A $79 million SMART Corridor project on Interstate 80 between the Carquinez Straits and the Bay Bridges is expected to be completed this summer. This project includes innovative technology partnered with traffic lane management to improve safety, reduce traffic congestion and provide real time travel information to drivers during emergency and special event protocols.
In the fall, work begins on the $225 million project realigning a section of State Route 99 in Fresno to make way for California's new high-speed rail system.
Work has just begun on the $128.5 million Interstate 5 (I-5) North Stockton Improvement Project. This project will add High Occupancy Vehicle lanes (the first in the Stockton area), auxiliary lanes and sound walls. The project also reconstructs the existing six-lane freeway with continuously reinforced concrete pavement.
Work is being completed on a $133.3 million on the Interstate 80 "Across the Top" project, which is constructing about 10 miles of High Occupancy Vehicle Lanes in north Sacramento. The project is also rebuilding existing lanes and while adding new auxiliary lanes near the I-5 interchange.
Work progresses on the $355 million Interstate 5 Empire project in Burbank. This project will construct 4.4 miles of new carpool lanes to reduce traffic congestion. Completion is expected in 2019.
Construction continues on a $950 million project to replace the Gerald Desmond Bridge on State Route 47 in Long Beach. Completion is expected in 2017.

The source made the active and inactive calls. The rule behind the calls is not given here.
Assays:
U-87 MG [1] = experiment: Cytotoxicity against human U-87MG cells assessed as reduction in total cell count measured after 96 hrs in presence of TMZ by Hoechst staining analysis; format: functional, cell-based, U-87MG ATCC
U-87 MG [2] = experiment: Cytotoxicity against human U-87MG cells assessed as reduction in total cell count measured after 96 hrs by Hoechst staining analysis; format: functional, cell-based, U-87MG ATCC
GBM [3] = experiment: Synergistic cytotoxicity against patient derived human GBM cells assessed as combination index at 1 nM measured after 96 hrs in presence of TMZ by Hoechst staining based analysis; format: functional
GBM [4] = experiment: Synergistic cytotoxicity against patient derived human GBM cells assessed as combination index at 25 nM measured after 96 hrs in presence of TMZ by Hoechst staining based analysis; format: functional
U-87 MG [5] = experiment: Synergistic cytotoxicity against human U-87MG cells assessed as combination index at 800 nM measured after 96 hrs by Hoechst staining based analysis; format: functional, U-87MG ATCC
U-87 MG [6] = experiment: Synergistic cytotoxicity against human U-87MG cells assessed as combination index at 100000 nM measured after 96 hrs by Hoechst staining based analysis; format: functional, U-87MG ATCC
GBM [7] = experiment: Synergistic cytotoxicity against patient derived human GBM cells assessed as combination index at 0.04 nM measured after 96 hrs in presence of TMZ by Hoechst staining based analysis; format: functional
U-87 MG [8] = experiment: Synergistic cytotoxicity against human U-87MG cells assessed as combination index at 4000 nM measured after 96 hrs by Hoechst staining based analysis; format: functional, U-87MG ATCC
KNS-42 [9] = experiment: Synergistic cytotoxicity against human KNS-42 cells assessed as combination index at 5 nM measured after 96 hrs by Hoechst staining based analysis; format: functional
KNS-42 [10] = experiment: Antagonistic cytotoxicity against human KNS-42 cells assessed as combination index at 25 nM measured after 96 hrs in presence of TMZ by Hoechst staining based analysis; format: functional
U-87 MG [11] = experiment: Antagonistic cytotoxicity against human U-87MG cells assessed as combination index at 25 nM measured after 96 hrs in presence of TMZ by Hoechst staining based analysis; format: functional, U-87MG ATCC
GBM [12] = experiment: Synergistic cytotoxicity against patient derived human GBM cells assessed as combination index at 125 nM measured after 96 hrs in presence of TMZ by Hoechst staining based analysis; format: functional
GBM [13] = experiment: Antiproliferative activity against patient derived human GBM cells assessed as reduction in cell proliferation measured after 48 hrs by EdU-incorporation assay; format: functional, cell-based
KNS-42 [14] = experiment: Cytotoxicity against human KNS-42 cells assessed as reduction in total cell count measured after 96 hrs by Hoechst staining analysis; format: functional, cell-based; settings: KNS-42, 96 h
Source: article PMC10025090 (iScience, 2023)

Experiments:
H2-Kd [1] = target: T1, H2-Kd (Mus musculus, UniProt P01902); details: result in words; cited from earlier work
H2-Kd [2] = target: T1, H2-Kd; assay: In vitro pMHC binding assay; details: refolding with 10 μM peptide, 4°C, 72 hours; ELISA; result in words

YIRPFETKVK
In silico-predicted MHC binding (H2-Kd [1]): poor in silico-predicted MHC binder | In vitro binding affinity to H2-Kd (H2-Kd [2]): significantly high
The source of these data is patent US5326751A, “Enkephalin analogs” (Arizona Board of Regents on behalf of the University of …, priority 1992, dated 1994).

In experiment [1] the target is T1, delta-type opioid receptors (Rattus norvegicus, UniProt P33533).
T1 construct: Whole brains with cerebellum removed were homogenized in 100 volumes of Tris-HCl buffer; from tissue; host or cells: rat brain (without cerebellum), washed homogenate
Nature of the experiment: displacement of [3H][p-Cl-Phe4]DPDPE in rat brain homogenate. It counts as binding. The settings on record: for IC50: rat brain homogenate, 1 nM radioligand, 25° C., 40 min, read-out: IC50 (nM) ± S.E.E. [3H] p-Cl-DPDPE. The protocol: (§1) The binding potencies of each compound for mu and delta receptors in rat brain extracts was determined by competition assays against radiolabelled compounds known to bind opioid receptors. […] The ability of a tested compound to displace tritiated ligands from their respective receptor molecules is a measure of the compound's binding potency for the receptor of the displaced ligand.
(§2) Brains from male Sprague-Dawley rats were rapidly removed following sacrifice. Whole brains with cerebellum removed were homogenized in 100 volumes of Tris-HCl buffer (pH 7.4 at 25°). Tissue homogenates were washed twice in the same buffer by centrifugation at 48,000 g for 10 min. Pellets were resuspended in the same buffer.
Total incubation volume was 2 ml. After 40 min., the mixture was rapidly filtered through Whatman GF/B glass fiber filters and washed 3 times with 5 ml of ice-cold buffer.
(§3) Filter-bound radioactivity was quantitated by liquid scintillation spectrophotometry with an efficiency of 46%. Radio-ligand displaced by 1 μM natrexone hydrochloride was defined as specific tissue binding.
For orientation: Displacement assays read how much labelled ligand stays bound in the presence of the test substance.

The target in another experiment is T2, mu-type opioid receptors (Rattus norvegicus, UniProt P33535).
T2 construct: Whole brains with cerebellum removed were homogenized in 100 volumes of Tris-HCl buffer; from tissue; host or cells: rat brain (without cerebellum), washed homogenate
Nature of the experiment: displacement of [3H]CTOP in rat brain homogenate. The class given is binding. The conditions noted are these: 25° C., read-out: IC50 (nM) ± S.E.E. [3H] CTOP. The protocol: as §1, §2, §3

Work also continues on a $370 million project to add two miles of new High Occupancy Vehicle lanes and mixed flow lanes to Interstate 5 in Norwalk to reduce traffic congestion. The project also includes three new highway bridges. Completion is expected in 2017.
Partnering for the Future
In relation to the construction industry, Dougherty said Caltrans is making a major effort to implement partnering. He notes there are inevitable conflicts due to unforeseen conditions, contract language, and "between us getting the quality that we're looking for, and them getting the profit margin that they want." But, Dougherty said, "If we all enter the project knowing that those are all each of our objectives and we share those objectives, when issues come up if you take a facilitated partnering approach to it, hopefully we can resolve those conflicts in construction at the earliest possible time."
"That benefits all of us and ultimately benefits the user of the transportation system," Dougherty said. "We can expedite the delivery of the project and save dollars in the long run as opposed to escalating the conflict. It's just a better way of doing business." The approach is formalized in contract language on larger projects, and involved training and private sector partnering facilitators.
Caltrans is also paying attention to innovative project delivery methods.
"You manage those projects differently," Dougherty said, "Who does the quality control is different on a design-bid-build than it is for a design build." The division of responsibilities and risks also varies, he noted, adding, "We need to make sure that between us we're managing those different types of project delivery appropriately."